The page below captures the playfulness of Sancho’s writing, with his signature splattering of dashes all through the page. Sancho’s writing is full of digressions–rather like the writing of Lawrence Sterne, the novelist he so admired. At the bottom of the page we see him nattering his compliments and expressing his hope only to be distracted by an ink blot (which the publisher duly reproduces) “confound the ink blot! what a blot! Now don’t you dare suppose I was in fault–no, Sir, the pen was diabled–the paper worse, there was concatenation” and on he goes. What is “diabled”? One of Sancho’s many neologisms! This one from the French word for devil (diable).
Sancho’s best known correspondence was with novelist Lawrence Sterne, whom he urged in 1766 to “give half an hours attention to slavery,” confident that “that subject handled in your own manner, would ease the Yoke of many perhaps occasion a reformation throughout our Islands.” Sterne responded within the week, sharing the story of the “poor negro-girl” that he incorporated into the final volume ofTristram Shandyand deploring the state of affairs that make it “no uncommon thing … for one half of the world to use the other half of it like brutes, and then endeavor t make ’em so.”
One thing that comes through loud and clear from even a casual perusal of Sancho’s letters is his deep and abiding love for his wife and children. Practically every one of his letters contains some reference to Mrs. Sancho–“Mrs. Sancho sends her best wishes”; “Mrs. Sancho says little–but her moistened eye expresses–that she feels your friendship”; “Mrs. Sancho desires her thanks may be joined with mine.” To one friend he writes: “Mrs. Sancho would send you some tamarinds [laxatives];–I do not know her reasons;–as I hate contentions, I contradicted not–but shrewdly suspects she thinks you want cooling.”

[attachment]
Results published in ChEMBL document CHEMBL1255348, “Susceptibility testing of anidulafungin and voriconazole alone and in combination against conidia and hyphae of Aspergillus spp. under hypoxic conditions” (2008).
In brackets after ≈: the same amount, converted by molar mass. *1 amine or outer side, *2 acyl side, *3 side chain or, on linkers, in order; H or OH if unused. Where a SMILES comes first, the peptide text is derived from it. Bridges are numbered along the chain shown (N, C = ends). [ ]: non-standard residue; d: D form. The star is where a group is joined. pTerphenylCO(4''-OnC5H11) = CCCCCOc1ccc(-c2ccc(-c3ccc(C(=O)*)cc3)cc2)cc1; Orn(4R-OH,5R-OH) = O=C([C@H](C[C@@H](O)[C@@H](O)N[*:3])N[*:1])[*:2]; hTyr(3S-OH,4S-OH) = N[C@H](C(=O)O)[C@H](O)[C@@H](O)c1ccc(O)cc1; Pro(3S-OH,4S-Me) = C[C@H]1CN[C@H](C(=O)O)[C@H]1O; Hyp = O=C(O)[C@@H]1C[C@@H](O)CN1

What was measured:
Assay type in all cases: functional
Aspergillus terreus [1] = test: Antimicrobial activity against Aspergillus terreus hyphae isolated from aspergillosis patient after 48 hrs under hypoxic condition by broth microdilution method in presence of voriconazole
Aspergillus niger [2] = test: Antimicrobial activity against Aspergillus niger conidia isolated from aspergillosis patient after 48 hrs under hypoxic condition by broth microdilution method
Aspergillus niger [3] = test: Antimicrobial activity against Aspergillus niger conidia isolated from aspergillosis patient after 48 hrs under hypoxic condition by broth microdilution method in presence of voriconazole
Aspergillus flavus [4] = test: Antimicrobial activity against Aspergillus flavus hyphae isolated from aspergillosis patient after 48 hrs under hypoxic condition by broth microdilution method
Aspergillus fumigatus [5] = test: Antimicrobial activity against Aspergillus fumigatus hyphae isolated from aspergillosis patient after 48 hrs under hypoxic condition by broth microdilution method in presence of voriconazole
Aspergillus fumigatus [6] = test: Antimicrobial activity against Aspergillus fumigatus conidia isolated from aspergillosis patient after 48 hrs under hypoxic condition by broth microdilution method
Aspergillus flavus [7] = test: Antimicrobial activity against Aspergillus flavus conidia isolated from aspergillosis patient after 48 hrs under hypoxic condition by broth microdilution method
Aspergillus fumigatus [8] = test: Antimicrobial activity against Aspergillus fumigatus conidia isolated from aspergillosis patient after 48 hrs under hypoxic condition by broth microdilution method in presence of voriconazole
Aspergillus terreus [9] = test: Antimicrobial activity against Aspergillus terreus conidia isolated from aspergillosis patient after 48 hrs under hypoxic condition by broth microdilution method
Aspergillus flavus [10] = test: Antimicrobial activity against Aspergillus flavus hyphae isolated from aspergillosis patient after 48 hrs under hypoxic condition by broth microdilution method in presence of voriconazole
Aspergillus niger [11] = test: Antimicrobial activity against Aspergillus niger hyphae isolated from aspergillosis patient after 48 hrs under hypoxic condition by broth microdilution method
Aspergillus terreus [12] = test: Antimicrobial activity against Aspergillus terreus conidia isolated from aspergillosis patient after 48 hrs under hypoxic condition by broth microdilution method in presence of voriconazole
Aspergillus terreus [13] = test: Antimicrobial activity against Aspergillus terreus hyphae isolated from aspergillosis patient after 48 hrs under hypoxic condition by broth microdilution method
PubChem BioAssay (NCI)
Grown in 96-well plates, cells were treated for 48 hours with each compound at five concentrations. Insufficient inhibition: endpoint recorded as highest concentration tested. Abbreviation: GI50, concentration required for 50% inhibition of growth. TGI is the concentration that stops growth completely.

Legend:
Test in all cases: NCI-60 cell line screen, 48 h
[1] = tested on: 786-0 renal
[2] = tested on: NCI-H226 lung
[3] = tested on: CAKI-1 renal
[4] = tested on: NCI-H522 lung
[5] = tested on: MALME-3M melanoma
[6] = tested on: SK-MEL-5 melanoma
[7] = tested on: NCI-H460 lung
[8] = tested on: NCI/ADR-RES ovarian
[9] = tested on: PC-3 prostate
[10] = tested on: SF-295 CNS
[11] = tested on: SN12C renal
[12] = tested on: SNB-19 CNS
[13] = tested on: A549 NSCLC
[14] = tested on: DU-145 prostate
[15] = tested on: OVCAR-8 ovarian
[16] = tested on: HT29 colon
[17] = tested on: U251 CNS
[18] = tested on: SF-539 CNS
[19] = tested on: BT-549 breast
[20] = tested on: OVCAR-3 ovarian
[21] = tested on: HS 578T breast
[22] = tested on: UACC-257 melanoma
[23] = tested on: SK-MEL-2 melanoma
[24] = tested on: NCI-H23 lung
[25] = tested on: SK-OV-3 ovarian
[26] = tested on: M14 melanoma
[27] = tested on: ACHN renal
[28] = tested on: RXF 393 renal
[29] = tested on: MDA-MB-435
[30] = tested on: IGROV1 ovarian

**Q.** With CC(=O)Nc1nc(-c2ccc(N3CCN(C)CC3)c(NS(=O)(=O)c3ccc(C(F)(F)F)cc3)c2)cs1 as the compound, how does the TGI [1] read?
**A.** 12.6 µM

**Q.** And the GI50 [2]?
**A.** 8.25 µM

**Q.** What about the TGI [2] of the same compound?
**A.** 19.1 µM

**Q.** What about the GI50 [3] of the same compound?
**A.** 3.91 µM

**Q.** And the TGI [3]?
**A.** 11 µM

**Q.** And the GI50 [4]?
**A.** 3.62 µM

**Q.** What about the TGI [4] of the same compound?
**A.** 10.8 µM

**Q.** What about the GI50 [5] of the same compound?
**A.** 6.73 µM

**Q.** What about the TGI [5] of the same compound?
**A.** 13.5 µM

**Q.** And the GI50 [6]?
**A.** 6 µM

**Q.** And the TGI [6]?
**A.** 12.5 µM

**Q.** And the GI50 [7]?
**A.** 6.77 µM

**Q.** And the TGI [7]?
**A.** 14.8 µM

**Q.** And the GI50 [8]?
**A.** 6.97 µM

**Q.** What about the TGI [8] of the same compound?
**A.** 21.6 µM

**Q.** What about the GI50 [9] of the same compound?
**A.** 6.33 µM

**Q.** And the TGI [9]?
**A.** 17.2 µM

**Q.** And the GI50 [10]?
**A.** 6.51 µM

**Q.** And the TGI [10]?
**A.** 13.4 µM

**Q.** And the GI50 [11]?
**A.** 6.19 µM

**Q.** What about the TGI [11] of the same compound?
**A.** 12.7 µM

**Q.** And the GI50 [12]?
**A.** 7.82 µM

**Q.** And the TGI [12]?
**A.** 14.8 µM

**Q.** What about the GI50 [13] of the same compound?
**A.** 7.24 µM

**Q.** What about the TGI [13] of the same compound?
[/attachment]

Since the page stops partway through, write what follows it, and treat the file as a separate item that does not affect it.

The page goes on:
The following is one of many delightful tributes to friendship and family.
To Mrs. F–
Richmond, Oct. 20, 1769
I sent you a note in Mrs. Sancho’s name this day fortnight–importing that she would hope for the pleasure of seeing you at Richmond before the fine weather takes its leave of us:–neither hearing from nor seeing you–though expecting you every day–we fear that you are not well–or that Mr. F– is unhappily ill–in either case we shall be very sorry–but I will hope you are all well–and that you will return an answer by the bearer of this that you are so–and also when we may expect to have the pleasure of seeing you;–there is half a bed at your service–